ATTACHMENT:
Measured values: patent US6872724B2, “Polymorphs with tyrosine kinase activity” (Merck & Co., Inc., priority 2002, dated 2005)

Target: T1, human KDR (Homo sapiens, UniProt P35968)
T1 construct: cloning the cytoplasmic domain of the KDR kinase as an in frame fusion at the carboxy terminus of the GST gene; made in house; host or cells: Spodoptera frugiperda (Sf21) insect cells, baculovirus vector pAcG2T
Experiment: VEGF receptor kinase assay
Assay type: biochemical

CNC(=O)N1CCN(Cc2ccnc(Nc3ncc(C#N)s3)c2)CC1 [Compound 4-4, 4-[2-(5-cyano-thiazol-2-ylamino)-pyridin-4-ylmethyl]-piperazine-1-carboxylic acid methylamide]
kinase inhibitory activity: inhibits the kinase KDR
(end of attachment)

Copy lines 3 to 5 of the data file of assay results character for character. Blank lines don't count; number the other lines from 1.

T1 construct: cloning the cytoplasmic domain of the KDR kinase as an in frame fusion at the carboxy terminus of the GST gene; made in house; host or cells: Spodoptera frugiperda (Sf21) insect cells, baculovirus vector pAcG2T
Experiment: VEGF receptor kinase assay
Assay type: biochemical